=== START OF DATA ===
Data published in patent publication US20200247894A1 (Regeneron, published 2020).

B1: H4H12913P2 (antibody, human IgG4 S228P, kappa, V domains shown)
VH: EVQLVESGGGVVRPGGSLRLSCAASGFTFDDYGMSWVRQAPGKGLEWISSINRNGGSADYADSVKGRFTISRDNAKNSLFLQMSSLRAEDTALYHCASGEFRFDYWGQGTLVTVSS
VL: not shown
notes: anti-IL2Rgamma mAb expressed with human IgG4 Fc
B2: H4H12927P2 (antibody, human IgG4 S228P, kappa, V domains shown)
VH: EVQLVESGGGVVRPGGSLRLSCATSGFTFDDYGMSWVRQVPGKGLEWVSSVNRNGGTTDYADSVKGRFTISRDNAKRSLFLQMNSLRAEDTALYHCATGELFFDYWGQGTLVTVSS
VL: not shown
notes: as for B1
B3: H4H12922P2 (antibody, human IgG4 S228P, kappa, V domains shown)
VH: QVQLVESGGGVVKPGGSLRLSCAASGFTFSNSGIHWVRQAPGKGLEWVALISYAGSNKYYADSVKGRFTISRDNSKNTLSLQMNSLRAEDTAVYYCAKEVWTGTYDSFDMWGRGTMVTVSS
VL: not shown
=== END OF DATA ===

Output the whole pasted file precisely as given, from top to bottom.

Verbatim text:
Data published in patent publication US20200247894A1 (Regeneron, published 2020).

B1: H4H12913P2 (antibody, human IgG4 S228P, kappa, V domains shown)
VH: EVQLVESGGGVVRPGGSLRLSCAASGFTFDDYGMSWVRQAPGKGLEWISSINRNGGSADYADSVKGRFTISRDNAKNSLFLQMSSLRAEDTALYHCASGEFRFDYWGQGTLVTVSS
VL: not shown
notes: anti-IL2Rgamma mAb expressed with human IgG4 Fc
B2: H4H12927P2 (antibody, human IgG4 S228P, kappa, V domains shown)
VH: EVQLVESGGGVVRPGGSLRLSCATSGFTFDDYGMSWVRQVPGKGLEWVSSVNRNGGTTDYADSVKGRFTISRDNAKRSLFLQMNSLRAEDTALYHCATGELFFDYWGQGTLVTVSS
VL: not shown
notes: as for B1
B3: H4H12922P2 (antibody, human IgG4 S228P, kappa, V domains shown)
VH: QVQLVESGGGVVKPGGSLRLSCAASGFTFSNSGIHWVRQAPGKGLEWVALISYAGSNKYYADSVKGRFTISRDNSKNTLSLQMNSLRAEDTAVYYCAKEVWTGTYDSFDMWGRGTMVTVSS
VL: not shown